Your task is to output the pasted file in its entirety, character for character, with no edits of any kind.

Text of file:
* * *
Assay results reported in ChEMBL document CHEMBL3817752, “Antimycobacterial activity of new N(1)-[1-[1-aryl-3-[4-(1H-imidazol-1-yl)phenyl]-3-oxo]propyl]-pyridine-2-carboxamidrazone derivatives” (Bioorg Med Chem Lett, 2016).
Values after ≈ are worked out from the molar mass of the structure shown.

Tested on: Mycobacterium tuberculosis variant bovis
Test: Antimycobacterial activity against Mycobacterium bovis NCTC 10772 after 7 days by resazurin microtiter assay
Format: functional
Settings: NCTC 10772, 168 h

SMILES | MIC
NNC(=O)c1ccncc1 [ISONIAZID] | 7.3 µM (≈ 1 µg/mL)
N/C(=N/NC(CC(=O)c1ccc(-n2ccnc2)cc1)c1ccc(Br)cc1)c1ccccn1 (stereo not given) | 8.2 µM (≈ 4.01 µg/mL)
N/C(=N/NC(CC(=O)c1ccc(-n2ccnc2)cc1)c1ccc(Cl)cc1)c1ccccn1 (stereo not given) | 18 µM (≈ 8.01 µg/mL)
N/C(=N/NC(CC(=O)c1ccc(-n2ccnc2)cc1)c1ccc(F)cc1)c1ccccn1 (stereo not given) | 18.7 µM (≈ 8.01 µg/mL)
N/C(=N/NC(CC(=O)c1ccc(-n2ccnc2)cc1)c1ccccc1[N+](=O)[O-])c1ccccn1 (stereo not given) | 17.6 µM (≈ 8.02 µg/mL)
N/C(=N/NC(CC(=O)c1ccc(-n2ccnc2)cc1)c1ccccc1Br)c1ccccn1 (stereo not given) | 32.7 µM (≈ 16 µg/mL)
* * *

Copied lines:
Assay results reported in ChEMBL document CHEMBL3817752, “Antimycobacterial activity of new N(1)-[1-[1-aryl-3-[4-(1H-imidazol-1-yl)phenyl]-3-oxo]propyl]-pyridine-2-carboxamidrazone derivatives” (Bioorg Med Chem Lett, 2016).
Values after ≈ are worked out from the molar mass of the structure shown.

Tested on: Mycobacterium tuberculosis variant bovis
Test: Antimycobacterial activity against Mycobacterium bovis NCTC 10772 after 7 days by resazurin microtiter assay
Format: functional
Settings: NCTC 10772, 168 h

SMILES | MIC
NNC(=O)c1ccncc1 [ISONIAZID] | 7.3 µM (≈ 1 µg/mL)
N/C(=N/NC(CC(=O)c1ccc(-n2ccnc2)cc1)c1ccc(Br)cc1)c1ccccn1 (stereo not given) | 8.2 µM (≈ 4.01 µg/mL)
N/C(=N/NC(CC(=O)c1ccc(-n2ccnc2)cc1)c1ccc(Cl)cc1)c1ccccn1 (stereo not given) | 18 µM (≈ 8.01 µg/mL)
N/C(=N/NC(CC(=O)c1ccc(-n2ccnc2)cc1)c1ccc(F)cc1)c1ccccn1 (stereo not given) | 18.7 µM (≈ 8.01 µg/mL)
N/C(=N/NC(CC(=O)c1ccc(-n2ccnc2)cc1)c1ccccc1[N+](=O)[O-])c1ccccn1 (stereo not given) | 17.6 µM (≈ 8.02 µg/mL)
N/C(=N/NC(CC(=O)c1ccc(-n2ccnc2)cc1)c1ccccc1Br)c1ccccn1 (stereo not given) | 32.7 µM (≈ 16 µg/mL)